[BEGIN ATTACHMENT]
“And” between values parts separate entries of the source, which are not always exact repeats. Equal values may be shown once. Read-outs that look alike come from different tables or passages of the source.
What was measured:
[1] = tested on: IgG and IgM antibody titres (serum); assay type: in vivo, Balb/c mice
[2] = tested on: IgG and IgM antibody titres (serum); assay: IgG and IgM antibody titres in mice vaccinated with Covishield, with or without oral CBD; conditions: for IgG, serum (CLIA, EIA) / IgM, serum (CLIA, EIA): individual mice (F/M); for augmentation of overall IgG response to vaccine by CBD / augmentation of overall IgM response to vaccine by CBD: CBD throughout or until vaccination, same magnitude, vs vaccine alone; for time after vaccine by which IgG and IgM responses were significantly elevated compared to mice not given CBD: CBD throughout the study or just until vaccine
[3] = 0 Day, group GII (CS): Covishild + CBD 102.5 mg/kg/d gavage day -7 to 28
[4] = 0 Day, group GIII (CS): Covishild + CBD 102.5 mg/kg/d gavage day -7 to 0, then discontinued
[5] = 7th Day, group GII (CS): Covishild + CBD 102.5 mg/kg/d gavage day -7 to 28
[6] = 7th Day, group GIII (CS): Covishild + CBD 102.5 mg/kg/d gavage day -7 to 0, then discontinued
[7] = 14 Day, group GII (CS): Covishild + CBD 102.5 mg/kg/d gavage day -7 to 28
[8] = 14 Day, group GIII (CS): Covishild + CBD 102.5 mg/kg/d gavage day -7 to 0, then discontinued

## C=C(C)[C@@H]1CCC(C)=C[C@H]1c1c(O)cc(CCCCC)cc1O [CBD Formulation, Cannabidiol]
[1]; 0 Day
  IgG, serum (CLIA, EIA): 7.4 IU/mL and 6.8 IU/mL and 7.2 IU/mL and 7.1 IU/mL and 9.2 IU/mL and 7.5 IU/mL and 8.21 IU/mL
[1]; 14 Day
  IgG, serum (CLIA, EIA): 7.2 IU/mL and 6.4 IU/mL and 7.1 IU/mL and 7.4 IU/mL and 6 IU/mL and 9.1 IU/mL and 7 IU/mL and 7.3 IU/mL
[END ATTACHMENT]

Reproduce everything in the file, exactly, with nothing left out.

“And” between values parts separate entries of the source, which are not always exact repeats. Equal values may be shown once. Read-outs that look alike come from different tables or passages of the source.
What was measured:
[1] = tested on: IgG and IgM antibody titres (serum); assay type: in vivo, Balb/c mice
[2] = tested on: IgG and IgM antibody titres (serum); assay: IgG and IgM antibody titres in mice vaccinated with Covishield, with or without oral CBD; conditions: for IgG, serum (CLIA, EIA) / IgM, serum (CLIA, EIA): individual mice (F/M); for augmentation of overall IgG response to vaccine by CBD / augmentation of overall IgM response to vaccine by CBD: CBD throughout or until vaccination, same magnitude, vs vaccine alone; for time after vaccine by which IgG and IgM responses were significantly elevated compared to mice not given CBD: CBD throughout the study or just until vaccine
[3] = 0 Day, group GII (CS): Covishild + CBD 102.5 mg/kg/d gavage day -7 to 28
[4] = 0 Day, group GIII (CS): Covishild + CBD 102.5 mg/kg/d gavage day -7 to 0, then discontinued
[5] = 7th Day, group GII (CS): Covishild + CBD 102.5 mg/kg/d gavage day -7 to 28
[6] = 7th Day, group GIII (CS): Covishild + CBD 102.5 mg/kg/d gavage day -7 to 0, then discontinued
[7] = 14 Day, group GII (CS): Covishild + CBD 102.5 mg/kg/d gavage day -7 to 28
[8] = 14 Day, group GIII (CS): Covishild + CBD 102.5 mg/kg/d gavage day -7 to 0, then discontinued

## C=C(C)[C@@H]1CCC(C)=C[C@H]1c1c(O)cc(CCCCC)cc1O [CBD Formulation, Cannabidiol]
[1]; 0 Day
  IgG, serum (CLIA, EIA): 7.4 IU/mL and 6.8 IU/mL and 7.2 IU/mL and 7.1 IU/mL and 9.2 IU/mL and 7.5 IU/mL and 8.21 IU/mL
[1]; 14 Day
  IgG, serum (CLIA, EIA): 7.2 IU/mL and 6.4 IU/mL and 7.1 IU/mL and 7.4 IU/mL and 6 IU/mL and 9.1 IU/mL and 7 IU/mL and 7.3 IU/mL